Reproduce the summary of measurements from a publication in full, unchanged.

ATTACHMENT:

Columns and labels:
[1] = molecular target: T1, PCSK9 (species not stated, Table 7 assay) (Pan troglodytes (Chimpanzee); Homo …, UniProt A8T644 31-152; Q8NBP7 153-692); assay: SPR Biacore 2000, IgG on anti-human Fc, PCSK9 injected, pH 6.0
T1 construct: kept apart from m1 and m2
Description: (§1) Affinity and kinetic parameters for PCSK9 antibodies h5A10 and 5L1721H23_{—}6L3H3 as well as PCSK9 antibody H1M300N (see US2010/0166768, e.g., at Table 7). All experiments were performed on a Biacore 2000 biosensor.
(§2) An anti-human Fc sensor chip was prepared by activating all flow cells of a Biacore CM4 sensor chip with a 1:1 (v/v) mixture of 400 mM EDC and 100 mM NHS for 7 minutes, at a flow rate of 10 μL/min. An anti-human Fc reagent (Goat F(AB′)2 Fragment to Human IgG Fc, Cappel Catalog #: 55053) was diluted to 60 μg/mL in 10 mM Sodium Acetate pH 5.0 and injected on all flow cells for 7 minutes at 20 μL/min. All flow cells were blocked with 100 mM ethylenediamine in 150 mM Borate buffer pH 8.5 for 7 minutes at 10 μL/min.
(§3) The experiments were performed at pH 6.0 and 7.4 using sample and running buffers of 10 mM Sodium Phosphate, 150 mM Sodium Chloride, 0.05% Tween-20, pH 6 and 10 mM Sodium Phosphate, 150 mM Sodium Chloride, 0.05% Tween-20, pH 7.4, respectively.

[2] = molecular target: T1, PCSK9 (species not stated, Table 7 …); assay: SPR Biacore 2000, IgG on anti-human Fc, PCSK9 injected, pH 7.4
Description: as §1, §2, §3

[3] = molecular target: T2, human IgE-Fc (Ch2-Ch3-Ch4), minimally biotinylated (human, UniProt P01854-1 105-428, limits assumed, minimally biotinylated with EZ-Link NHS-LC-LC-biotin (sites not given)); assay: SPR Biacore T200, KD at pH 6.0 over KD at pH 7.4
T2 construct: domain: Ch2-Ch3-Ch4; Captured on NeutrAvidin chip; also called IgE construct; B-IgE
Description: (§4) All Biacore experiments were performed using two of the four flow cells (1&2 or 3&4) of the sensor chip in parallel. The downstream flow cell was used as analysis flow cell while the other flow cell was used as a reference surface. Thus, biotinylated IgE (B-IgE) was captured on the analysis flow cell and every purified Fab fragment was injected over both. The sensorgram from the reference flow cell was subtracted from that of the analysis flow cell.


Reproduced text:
Columns and labels:
[1] = molecular target: T1, PCSK9 (species not stated, Table 7 assay) (Pan troglodytes (Chimpanzee); Homo …, UniProt A8T644 31-152; Q8NBP7 153-692); assay: SPR Biacore 2000, IgG on anti-human Fc, PCSK9 injected, pH 6.0
T1 construct: kept apart from m1 and m2
Description: (§1) Affinity and kinetic parameters for PCSK9 antibodies h5A10 and 5L1721H23_{—}6L3H3 as well as PCSK9 antibody H1M300N (see US2010/0166768, e.g., at Table 7). All experiments were performed on a Biacore 2000 biosensor.
(§2) An anti-human Fc sensor chip was prepared by activating all flow cells of a Biacore CM4 sensor chip with a 1:1 (v/v) mixture of 400 mM EDC and 100 mM NHS for 7 minutes, at a flow rate of 10 μL/min. An anti-human Fc reagent (Goat F(AB′)2 Fragment to Human IgG Fc, Cappel Catalog #: 55053) was diluted to 60 μg/mL in 10 mM Sodium Acetate pH 5.0 and injected on all flow cells for 7 minutes at 20 μL/min. All flow cells were blocked with 100 mM ethylenediamine in 150 mM Borate buffer pH 8.5 for 7 minutes at 10 μL/min.
(§3) The experiments were performed at pH 6.0 and 7.4 using sample and running buffers of 10 mM Sodium Phosphate, 150 mM Sodium Chloride, 0.05% Tween-20, pH 6 and 10 mM Sodium Phosphate, 150 mM Sodium Chloride, 0.05% Tween-20, pH 7.4, respectively.

[2] = molecular target: T1, PCSK9 (species not stated, Table 7 …); assay: SPR Biacore 2000, IgG on anti-human Fc, PCSK9 injected, pH 7.4
Description: as §1, §2, §3

[3] = molecular target: T2, human IgE-Fc (Ch2-Ch3-Ch4), minimally biotinylated (human, UniProt P01854-1 105-428, limits assumed, minimally biotinylated with EZ-Link NHS-LC-LC-biotin (sites not given)); assay: SPR Biacore T200, KD at pH 6.0 over KD at pH 7.4
T2 construct: domain: Ch2-Ch3-Ch4; Captured on NeutrAvidin chip; also called IgE construct; B-IgE
Description: (§4) All Biacore experiments were performed using two of the four flow cells (1&2 or 3&4) of the sensor chip in parallel. The downstream flow cell was used as analysis flow cell while the other flow cell was used as a reference surface. Thus, biotinylated IgE (B-IgE) was captured on the analysis flow cell and every purified Fab fragment was injected over both. The sensorgram from the reference flow cell was subtracted from that of the analysis flow cell.